More information about over-the-counter cold medicines is provided below.

Painkillers

Paracetamol and ibuprofen can help reduce a fever and also act as painkillers. Aspirin may also help, but it isn’t normally recommended for a cold and should never be given to children under the age of 16.

If your child has a cold, look for age-appropriate versions of paracetamol and ibuprofen (usually in liquid form). Always follow the manufacturer’s instructions to ensure the correct dose is given.

Taking both ibuprofen and paracetamol at the same time is not usually necessary for a cold and should be avoided in children as using both together may be unsafe.

Paracetamol and ibuprofen are also included in some cold medicines. If you’re taking painkillers and want to also take a cold medicine, check the patient information leaflet first or ask your pharmacist or GP for advice to avoid exceeding the recommended dose.

If you’re pregnant, paracetamol is the preferred choice to treat mild to moderate pain and fever.

Decongestants

Decongestants can be taken by mouth (oral decongestants), or as drops or a spray into your nose (nasal decongestants). They can help make breathing easier by reducing the swelling inside your nose.

However, they’re generally only effective for a short period and they can make your blocked nose worse if they’re used for more than a week.

Decongestants are not recommended for children under six years old and children under 12 years old shouldn’t take them unless advised by a pharmacist or GP. They’re also not suitable for people with certain underlying conditions and those taking certain medications.

Read more about who can use decongestant medication

Other remedies

The remedies outlined below may also help relieve your symptoms.

Gargling and menthol sweets

Some people find gargling with salt water and sucking on menthol sweets can help relieve a sore throat and blocked nose.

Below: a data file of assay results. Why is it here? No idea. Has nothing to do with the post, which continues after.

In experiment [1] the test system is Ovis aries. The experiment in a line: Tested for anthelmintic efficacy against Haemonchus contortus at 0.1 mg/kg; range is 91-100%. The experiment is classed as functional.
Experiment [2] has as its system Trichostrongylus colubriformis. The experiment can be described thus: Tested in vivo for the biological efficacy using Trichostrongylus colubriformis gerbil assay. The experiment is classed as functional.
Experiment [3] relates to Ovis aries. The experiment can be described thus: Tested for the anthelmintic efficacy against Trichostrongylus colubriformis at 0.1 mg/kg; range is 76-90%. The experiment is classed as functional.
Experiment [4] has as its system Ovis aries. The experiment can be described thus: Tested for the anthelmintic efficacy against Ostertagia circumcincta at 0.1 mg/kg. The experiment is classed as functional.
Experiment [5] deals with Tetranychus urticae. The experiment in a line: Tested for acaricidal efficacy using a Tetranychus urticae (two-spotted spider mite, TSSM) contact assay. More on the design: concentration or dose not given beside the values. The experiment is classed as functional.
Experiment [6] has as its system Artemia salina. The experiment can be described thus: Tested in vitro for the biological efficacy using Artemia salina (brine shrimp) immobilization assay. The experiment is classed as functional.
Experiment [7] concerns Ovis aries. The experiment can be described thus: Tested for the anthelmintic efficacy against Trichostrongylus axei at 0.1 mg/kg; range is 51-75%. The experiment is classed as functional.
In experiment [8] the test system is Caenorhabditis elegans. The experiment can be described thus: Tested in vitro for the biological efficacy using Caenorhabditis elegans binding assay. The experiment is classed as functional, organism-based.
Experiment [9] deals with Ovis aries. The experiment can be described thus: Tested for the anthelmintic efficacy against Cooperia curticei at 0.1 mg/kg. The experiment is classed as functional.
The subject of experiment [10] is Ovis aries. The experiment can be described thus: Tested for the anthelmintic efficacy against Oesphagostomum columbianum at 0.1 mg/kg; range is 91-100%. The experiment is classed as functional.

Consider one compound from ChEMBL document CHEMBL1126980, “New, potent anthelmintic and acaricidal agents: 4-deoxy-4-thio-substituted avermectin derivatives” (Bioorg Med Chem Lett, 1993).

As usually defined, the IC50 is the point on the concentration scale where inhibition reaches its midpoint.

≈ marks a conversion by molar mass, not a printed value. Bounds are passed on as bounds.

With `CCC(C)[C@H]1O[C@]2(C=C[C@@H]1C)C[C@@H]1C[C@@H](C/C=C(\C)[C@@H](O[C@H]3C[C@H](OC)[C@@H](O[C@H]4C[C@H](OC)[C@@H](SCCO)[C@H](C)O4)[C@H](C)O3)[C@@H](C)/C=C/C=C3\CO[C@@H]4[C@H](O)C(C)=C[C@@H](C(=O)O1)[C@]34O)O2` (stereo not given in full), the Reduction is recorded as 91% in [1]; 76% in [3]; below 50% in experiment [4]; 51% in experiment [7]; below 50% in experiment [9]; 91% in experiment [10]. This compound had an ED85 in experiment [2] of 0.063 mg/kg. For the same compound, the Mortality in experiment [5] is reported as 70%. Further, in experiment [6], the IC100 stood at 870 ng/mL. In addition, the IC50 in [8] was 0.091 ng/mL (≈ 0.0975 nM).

Vapour rubs

Vapour rubs can help babies and young children breathe more easily when they have a cold. Apply the rub to your child’s chest and back. Don’t apply it to their nostrils because this could cause irritation and breathing difficulties.

Nasal saline drops

Nasal saline (salt water) drops can help relieve a blocked nose in babies and young children.

Vitamin and mineral supplements

There is some evidence to suggest that taking zinc supplements within a day of the symptoms starting will speed up recovery from a cold and reduce the severity of symptoms.

However, there is currently little evidence to suggest that taking vitamin C supplements is beneficial when a cold starts.

Treatments not recommended

The following treatments aren’t usually recommended to treat colds because there isn’t strong evidence to suggest they’re effective, and they may cause unpleasant side effects:

  • antihistamines
  • cough treatments or syrups
  • antibiotics – these are only effective against bacteria (colds are caused by viruses)
  • complementary and alternative medicine (CAM) treatments such as echinacea and Chinese herbal medicines

Acute Upper Respiratory Infection (Cold)

  • Acute Upper Respiratory Infection (Cold) Symptoms
    • Symptoms in otherwise healthy individuals include:

      • Sore throat and sneezing occur early in the course of the infection and usually resolve in 3 – 6 days.
      • Low grade fever (less than 100 degrees Fahrenheit) and muscle aches commonly accompany these initial symptoms and usually resolve within a week.
      • Nasal congestion, sinus pressure, ear pressure are common symptoms and usually persist through the first week of illness. About 30% of patients still have these symptoms at 2 weeks, although they should be improving after 7 – 10 days.
      • Nasal or post-nasal drainage is usually clear and watery the first few days, but often becomes thick and discolored (green to yellow) after several days. Discolored secretions do not automatically imply that a bacterial infection is present; most improve after 5-7 days.
      • Cough occurs in the majority of colds and is usually more productive than seen with the flu. Sputum varies from clear to yellow-green and usually resolves within 2-3 weeks, although a lingering dry cough can persist 4 weeks in up to 25% of infections.